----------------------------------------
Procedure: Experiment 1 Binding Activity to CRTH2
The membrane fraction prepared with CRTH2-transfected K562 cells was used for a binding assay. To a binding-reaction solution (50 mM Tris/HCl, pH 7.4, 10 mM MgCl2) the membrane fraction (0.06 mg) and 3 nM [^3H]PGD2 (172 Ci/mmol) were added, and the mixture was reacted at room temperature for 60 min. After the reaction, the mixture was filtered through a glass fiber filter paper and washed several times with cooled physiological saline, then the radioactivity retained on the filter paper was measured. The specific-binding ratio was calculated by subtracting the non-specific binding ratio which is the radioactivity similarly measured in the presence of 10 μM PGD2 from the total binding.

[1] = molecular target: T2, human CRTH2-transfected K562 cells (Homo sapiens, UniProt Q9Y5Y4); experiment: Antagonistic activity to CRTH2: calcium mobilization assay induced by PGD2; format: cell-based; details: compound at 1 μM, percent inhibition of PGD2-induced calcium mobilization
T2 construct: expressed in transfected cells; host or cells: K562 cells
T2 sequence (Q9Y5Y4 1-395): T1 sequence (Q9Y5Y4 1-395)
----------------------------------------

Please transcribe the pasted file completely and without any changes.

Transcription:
Procedure: Experiment 1 Binding Activity to CRTH2
The membrane fraction prepared with CRTH2-transfected K562 cells was used for a binding assay. To a binding-reaction solution (50 mM Tris/HCl, pH 7.4, 10 mM MgCl2) the membrane fraction (0.06 mg) and 3 nM [^3H]PGD2 (172 Ci/mmol) were added, and the mixture was reacted at room temperature for 60 min. After the reaction, the mixture was filtered through a glass fiber filter paper and washed several times with cooled physiological saline, then the radioactivity retained on the filter paper was measured. The specific-binding ratio was calculated by subtracting the non-specific binding ratio which is the radioactivity similarly measured in the presence of 10 μM PGD2 from the total binding.

[1] = molecular target: T2, human CRTH2-transfected K562 cells (Homo sapiens, UniProt Q9Y5Y4); experiment: Antagonistic activity to CRTH2: calcium mobilization assay induced by PGD2; format: cell-based; details: compound at 1 μM, percent inhibition of PGD2-induced calcium mobilization
T2 construct: expressed in transfected cells; host or cells: K562 cells
T2 sequence (Q9Y5Y4 1-395): T1 sequence (Q9Y5Y4 1-395)